The latest venture of MAG and the BMF is Riders are Voters. I recall somebody I knew said “If you sup with the devil, use a long spoon”. So MAG, BMF and MCIA are all putting forward a united front to convince a bunch of politicians that motorcyclists (all 1.5 million of us) count when it comes to the elections. Will they succeed? Who knows? and guess the truth is – who cares?

    But how does this alliance sit with the proposals of the industry to introduce wide range anti-tampering measures – such that the only thing that the members of these organisations will be able to do is apply their respective organisations’ stickers on their bikes?

    How do they (BMF/MAG) manage to sit at the table and discuss the niceties of motorcycling for all, knowing that their partner (MCIA) are by their very existence, out to make a nice profit for the companies that this organisation represents. Maybe because they don’t mention “difficult” stuff.

    So that leaves us with our mother organisation in Brussels (FEMA) – what are they doing to fend off the bad legislators? The latest attempt to promote and protect motorcyclists in Europe appears to have ended up in an almighty stitch up – for UK bikers anyway.

    FEMA’s response to the proposals for framework regulations that are looming on the horizen is ““Singular Re-inspection after modification of safety-critical parts.” (If you are really, really, really interested, their position is up on the FEMA website – but you’ll have to search for it).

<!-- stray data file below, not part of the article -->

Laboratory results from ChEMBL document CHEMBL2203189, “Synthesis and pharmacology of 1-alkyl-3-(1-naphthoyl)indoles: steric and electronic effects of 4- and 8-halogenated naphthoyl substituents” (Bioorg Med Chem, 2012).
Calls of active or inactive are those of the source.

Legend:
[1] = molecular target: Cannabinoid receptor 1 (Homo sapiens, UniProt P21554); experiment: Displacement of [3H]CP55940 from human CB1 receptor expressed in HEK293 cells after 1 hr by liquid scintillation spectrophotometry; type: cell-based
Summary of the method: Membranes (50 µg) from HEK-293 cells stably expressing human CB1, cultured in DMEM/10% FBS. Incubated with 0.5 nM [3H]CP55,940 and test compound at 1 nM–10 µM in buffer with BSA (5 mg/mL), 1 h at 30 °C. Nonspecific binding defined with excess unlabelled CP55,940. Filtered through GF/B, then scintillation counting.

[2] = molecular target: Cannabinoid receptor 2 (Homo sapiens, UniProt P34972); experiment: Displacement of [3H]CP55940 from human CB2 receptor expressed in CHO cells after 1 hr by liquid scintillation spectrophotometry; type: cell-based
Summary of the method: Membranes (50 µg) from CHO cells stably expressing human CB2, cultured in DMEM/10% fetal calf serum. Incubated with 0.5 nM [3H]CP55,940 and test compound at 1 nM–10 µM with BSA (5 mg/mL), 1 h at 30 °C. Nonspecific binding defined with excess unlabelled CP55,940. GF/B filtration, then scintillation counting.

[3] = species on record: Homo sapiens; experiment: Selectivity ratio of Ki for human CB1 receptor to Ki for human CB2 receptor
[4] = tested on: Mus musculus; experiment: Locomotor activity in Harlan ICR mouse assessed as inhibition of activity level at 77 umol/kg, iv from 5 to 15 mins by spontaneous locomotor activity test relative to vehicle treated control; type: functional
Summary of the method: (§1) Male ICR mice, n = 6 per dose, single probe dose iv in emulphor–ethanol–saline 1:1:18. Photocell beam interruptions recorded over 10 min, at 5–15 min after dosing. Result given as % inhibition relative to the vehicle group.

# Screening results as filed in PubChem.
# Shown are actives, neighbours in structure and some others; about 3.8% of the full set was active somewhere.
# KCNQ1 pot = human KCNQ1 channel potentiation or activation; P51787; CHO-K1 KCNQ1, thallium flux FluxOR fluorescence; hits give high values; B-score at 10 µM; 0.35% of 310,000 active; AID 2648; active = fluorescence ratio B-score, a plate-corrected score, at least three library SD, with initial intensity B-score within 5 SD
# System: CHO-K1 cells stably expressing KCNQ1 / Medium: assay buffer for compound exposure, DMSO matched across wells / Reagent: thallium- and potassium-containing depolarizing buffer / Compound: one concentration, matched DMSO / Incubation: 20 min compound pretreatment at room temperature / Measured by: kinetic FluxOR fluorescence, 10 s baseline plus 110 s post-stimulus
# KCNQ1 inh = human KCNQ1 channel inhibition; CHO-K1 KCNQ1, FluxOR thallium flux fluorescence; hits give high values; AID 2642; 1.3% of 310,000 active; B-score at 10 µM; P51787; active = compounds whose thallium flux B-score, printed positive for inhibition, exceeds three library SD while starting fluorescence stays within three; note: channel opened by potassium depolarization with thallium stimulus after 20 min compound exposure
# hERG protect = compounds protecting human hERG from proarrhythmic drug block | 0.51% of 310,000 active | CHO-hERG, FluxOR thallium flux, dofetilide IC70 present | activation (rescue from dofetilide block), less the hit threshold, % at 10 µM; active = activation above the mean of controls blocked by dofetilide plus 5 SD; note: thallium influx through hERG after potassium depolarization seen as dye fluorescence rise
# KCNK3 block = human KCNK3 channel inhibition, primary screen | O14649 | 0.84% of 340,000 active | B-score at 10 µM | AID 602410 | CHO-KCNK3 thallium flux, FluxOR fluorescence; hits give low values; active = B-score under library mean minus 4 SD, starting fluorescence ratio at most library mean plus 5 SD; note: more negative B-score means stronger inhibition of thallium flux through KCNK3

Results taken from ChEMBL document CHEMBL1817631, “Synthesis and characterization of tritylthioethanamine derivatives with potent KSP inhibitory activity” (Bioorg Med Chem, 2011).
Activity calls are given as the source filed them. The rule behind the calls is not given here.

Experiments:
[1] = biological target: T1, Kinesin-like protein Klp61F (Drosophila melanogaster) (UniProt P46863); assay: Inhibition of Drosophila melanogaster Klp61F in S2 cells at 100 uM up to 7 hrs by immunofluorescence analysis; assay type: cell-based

The problem is that they haven’t explained what they mean by a safety-critical part. For the EU Commission, all parts of the power train are safety critical and that raises a number of questions – especially for countries that have MOT. Does it mean that everytime I modify the power train I’ll have to take it to somebody for inspection?? and still have to do an MOT each year? Didn’t they get advice from somebody who knows about technical stuff? It would appear not.

    In the good ole days, we had fighters who lived for their bikes, we were lucky in Brussels, because we had Simon. Now it’s all down hill – musical chairs with the industry. Who dares to challenge is treated with contempt and arrogance.

    So what do we do? Do we join the club and become part of the so-called democratic process? Or – as in the real world, do we vote with our feet? Interesting times. Maybe if we told our “representatives” that it’s time they pulled their heads in and listen carefully.

    Maybe it’s time they started “being busy”. The message from the big bad world is that we haven’t got a clue what they’re doing – we don’t know – and maybe that’s why their memberships are in freefall or as somebody on this blog pointed out, why pay them when we’ve got facebook?

    It’s not personal, it’s an opinion.